Dossier: be aware of the electricity consumption of your connected objects

Hello to all loyal readers! Today, the editorial staff of the Alexiens will take care of your wallet! No, don't worry, we are not going to ask you anything but see with you how much you get, over a year, for the connected products that you can have at home, in use ... and on standby!

We are going to focus on fairly common objects among Alexians such as Echoes (well yes, anyway!), Holds and smart bulbs. We will make comparisons with other devices and see if the bill suffers.

Consumption Amazon Echo

Let's start from the beginning, the source of everything: electronics Amazon Echo ! To give you the information on consumption, you have to reason in type of enclosure because it seems logical that a Echo Spot ou Echo Show 8 will consume more than the last EchoDot 4 which, in addition, has an energy saving mode.

The data are available on the website ofAmazon who announces to us:

  • Amazon Echo 2 : from 0,5 W in shutdown to 2,4 W in use and 1,7 W in active standby (automatic after 5 seconds of inactivity).
  • Echo Dot 3rd generation : 0,16 W in off mode to 2,04 W in use and 1,4 W in active standby (automatic after 5 seconds of inactivity).
  • Echo Spot : 0,258 W in off mode to 2,21 W in use and 2,18 W in active standby (automatic after 5 seconds of inactivity).

These consumptions Peuvent être more important if you listen to the loud music or with the maximum brightness of the Spot, those are theoretical values ​​maybe underestimated. Surprisingly, the Echo 2 are the ones who consume the most in use…

Note: There is now a low power mode that reduces the power consumption of your Echo device when it is idle, except in certain situations. You do not need to manually turn Low Power Mode on or off. Your device automatically turns off Low Power Mode when you interact with it, such as when you use the wake word, press the Action button, or control it using the app Alexa. However, this mode is not available if you are using the integrated connected home hub, or if you have connected a device via Bluetooth.

If we start from a basic optional kWh price for 6 kVA, we are at € 0,15 at the most expensive suppliers and barely € 0,135 at the cheapest. Therefore let's start on € 0,15 to be in the high values. Which gives, in terms of price, for one hour of use:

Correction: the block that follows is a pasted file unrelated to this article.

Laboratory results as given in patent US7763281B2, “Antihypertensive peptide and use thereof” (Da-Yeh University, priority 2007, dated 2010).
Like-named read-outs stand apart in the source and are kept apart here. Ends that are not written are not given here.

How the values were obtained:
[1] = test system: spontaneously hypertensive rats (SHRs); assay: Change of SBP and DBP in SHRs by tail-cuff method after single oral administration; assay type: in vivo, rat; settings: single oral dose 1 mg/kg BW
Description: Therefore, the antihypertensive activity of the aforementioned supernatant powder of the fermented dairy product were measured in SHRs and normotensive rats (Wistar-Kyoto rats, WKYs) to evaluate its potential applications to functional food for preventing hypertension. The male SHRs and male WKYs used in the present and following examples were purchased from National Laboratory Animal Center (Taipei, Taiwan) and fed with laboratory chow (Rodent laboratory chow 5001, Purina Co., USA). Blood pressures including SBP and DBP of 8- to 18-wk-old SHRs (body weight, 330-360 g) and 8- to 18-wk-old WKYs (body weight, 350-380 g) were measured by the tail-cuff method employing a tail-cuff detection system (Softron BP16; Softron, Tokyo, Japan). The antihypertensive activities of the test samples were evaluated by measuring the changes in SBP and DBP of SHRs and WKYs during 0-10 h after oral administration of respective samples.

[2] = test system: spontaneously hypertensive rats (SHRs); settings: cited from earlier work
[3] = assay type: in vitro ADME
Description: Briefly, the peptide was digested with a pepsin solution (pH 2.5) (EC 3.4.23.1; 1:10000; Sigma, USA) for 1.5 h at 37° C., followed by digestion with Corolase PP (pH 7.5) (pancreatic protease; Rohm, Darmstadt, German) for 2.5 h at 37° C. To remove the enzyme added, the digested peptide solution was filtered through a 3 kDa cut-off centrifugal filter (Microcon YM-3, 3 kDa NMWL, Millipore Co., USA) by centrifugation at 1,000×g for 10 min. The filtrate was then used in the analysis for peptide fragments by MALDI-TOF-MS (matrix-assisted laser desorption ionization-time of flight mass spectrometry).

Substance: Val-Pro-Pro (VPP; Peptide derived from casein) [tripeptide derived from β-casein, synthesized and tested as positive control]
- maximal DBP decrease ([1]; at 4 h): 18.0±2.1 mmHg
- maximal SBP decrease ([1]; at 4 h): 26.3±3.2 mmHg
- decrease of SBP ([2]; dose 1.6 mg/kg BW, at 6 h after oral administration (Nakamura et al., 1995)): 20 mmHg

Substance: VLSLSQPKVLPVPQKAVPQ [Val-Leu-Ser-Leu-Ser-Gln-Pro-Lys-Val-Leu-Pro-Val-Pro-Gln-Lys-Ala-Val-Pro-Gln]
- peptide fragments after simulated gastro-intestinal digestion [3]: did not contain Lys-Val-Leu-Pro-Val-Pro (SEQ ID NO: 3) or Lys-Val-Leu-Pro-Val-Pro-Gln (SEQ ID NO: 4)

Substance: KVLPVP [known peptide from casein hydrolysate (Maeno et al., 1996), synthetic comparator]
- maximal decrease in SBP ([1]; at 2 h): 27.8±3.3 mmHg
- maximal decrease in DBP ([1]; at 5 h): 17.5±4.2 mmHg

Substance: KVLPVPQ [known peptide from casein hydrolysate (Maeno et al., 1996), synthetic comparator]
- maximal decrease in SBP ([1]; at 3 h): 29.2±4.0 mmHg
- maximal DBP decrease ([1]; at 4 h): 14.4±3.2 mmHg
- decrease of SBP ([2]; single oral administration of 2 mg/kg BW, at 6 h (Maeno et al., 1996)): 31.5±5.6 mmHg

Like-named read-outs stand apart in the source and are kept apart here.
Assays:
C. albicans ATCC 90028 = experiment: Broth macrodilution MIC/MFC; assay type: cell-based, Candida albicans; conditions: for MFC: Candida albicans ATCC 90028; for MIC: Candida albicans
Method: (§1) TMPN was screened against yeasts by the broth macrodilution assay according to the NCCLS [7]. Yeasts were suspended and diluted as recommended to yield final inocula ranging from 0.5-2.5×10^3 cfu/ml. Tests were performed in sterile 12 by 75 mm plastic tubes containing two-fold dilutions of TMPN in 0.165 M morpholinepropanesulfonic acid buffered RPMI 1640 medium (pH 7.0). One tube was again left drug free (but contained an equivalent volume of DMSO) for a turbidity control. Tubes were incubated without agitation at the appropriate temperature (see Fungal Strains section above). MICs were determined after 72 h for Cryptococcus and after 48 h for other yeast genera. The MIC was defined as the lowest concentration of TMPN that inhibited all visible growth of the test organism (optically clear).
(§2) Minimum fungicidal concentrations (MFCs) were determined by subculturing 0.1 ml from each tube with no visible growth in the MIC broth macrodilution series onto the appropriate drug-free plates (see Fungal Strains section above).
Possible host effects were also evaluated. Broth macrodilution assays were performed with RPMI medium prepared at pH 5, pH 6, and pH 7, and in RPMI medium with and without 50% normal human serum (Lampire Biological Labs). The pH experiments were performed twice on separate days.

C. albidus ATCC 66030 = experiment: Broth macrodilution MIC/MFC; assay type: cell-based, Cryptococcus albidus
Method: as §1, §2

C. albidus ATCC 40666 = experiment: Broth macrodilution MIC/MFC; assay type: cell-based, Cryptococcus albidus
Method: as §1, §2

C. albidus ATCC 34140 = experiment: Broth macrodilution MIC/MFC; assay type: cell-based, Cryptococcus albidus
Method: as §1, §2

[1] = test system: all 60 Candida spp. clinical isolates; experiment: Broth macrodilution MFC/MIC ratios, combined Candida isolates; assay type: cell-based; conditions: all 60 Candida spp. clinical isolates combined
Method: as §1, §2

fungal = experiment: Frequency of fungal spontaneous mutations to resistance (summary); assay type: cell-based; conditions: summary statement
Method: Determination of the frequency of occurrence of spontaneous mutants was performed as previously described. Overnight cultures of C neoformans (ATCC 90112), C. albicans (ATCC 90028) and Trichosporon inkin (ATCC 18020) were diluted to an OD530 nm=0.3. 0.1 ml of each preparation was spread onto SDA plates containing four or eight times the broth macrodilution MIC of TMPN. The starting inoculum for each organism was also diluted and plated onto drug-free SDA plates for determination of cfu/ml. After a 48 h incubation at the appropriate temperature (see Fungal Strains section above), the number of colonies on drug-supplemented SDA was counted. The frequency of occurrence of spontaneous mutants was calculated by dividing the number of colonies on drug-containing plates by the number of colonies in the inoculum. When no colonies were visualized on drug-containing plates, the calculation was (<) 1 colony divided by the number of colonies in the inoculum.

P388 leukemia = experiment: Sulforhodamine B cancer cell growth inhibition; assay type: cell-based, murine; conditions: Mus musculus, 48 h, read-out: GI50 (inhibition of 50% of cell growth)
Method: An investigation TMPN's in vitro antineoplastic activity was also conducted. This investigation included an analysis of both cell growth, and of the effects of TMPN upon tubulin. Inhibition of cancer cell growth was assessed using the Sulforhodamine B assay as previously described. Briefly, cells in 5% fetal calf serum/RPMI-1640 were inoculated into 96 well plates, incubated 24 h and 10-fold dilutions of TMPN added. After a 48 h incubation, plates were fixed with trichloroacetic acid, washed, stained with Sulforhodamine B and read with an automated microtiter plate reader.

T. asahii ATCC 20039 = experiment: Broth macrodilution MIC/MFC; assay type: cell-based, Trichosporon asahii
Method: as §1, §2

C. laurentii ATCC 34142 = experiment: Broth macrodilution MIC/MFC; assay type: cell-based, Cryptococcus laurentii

• echo 2 : 0,000075 € in shutdown, 0,00036 € in use and 0,000255 € in active standby.
  • EchoDot 3 : 0,000024 € in shutdown, 0,000306 € in use and 0,00021 € in active standby.
  • Echo Spot : 0,0000387 € in shutdown, 0,0003315 € in use and 0,000327 € in active standby.

If we go on the principle of active use of 3 hours per day and therefore from 21 hours in active standby, this makes:

  • Echo 2: 0,0064 € per day and therefore € 2,35 per year.
  • Echo Dot 2: 0,0053 € per day and therefore € 1,94 per year.
  • Echo Spot: 0,0079 € per day and therefore € 2,87 per year.

You are probably saying to yourself: is it a lot or not?

So here are some examples for everyday devices:

An LCD television used 3 hours per day, all year round, will consume 110 kWh per year, i.e. 16,4 € / year (without the day before).

A 2000 W oven serving 30 min every day will consume 365 kWh, i.e. € 54,75 / year...

More speaking?

Desktop PC, which runs all day, will consume 790 kWh, i.e. 118 € / year, and recharging your mobile phone in 1 hour (5W) every day, will consume 1,8 kWh, or € 0,27.

Connected bulbs

For connected bulbs, the hardest part is not knowing the consumption in use, it is noted above, but the consumption in standby. Yes, because as they are connected, they communicate constantly. And that standby data is sometimes a little hard to get. We are closer to the French brand Konyks which makes this information available on its website. The advertised standby values ​​are 0,5W. Following further research, it would appear to be the average.